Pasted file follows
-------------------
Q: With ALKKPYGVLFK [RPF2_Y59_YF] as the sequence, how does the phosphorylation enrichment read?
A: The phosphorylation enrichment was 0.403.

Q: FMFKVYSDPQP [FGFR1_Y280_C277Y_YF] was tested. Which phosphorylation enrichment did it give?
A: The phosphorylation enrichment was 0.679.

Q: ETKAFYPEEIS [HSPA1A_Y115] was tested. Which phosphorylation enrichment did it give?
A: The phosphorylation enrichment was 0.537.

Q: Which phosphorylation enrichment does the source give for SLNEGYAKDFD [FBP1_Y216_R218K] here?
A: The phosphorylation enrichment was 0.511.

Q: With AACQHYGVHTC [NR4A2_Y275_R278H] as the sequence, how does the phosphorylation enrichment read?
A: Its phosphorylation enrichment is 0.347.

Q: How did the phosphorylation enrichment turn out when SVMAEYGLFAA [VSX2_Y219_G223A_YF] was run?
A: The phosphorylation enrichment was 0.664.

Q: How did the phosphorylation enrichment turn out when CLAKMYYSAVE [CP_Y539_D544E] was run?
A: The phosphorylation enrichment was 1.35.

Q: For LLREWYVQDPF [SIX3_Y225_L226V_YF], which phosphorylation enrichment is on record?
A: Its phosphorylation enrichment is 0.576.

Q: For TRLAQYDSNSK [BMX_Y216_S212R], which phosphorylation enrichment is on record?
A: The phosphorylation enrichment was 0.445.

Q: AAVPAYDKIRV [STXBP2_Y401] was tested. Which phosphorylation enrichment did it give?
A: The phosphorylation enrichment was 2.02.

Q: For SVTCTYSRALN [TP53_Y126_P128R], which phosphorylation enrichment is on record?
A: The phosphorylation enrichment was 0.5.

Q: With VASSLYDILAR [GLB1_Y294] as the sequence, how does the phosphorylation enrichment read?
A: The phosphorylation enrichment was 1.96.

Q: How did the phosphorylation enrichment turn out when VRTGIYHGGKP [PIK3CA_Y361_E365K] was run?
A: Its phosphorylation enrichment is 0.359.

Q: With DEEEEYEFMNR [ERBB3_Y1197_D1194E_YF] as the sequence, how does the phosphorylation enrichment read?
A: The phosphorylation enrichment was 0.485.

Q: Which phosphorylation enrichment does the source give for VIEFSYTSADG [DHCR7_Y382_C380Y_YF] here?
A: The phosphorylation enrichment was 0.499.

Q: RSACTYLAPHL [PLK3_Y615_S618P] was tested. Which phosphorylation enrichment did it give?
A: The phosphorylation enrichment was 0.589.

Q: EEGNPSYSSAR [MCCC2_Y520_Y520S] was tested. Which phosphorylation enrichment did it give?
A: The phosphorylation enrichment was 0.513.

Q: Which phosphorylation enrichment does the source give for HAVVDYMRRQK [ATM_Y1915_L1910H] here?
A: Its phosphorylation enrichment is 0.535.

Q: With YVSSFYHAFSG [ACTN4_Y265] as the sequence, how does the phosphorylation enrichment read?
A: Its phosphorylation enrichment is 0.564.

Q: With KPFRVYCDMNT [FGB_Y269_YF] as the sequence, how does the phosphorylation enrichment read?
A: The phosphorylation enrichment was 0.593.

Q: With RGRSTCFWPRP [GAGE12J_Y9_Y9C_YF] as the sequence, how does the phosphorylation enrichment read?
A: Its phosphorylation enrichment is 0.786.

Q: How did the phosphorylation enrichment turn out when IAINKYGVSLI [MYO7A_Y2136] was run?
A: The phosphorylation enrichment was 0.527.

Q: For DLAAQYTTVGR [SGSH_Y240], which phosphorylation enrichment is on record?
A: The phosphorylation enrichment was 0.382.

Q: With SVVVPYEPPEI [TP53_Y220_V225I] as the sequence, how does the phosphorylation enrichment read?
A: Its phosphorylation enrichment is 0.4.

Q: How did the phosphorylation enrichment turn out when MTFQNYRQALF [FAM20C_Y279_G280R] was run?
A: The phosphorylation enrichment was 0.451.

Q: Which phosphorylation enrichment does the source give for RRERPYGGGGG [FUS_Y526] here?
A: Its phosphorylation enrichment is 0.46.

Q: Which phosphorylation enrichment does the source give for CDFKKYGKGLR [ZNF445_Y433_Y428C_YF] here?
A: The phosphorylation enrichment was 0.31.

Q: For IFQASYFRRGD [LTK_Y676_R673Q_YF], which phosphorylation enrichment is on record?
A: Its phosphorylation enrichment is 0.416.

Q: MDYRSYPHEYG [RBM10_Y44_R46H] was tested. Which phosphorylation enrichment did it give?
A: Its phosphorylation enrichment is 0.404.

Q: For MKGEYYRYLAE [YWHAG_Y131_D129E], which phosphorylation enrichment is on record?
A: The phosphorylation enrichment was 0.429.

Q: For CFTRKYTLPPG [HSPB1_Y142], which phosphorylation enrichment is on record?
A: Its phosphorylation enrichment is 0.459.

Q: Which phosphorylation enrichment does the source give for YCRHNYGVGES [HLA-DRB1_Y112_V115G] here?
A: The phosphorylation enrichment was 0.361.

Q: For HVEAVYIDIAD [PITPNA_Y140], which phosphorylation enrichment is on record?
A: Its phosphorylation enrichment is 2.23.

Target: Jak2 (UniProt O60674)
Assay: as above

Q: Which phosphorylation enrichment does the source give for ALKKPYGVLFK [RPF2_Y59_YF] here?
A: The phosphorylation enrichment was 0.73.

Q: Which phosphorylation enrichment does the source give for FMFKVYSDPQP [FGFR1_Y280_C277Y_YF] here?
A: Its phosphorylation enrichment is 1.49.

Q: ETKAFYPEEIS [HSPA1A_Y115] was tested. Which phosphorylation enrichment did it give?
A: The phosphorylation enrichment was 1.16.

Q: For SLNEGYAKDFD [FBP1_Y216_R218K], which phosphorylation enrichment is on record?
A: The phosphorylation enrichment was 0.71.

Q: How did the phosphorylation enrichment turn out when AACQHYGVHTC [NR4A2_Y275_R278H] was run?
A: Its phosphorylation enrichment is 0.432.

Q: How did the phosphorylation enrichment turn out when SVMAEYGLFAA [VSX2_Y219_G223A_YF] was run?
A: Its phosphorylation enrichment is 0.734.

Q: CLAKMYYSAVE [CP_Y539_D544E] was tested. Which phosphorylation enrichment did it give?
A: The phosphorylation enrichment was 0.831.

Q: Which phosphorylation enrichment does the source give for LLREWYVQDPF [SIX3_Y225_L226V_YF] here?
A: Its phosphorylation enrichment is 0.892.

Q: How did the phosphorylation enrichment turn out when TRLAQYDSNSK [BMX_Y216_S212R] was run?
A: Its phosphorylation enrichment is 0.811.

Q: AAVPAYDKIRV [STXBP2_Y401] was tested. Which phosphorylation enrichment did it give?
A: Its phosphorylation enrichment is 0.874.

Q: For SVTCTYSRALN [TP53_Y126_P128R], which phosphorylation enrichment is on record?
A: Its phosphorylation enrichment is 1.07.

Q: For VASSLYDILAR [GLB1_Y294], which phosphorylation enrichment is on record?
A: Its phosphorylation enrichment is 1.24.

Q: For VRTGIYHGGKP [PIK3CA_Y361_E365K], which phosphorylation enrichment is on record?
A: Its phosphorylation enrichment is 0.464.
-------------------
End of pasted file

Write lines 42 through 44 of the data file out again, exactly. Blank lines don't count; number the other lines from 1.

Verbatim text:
A: Its phosphorylation enrichment is 0.786.

Q: How did the phosphorylation enrichment turn out when IAINKYGVSLI [MYO7A_Y2136] was run?
A: The phosphorylation enrichment was 0.527.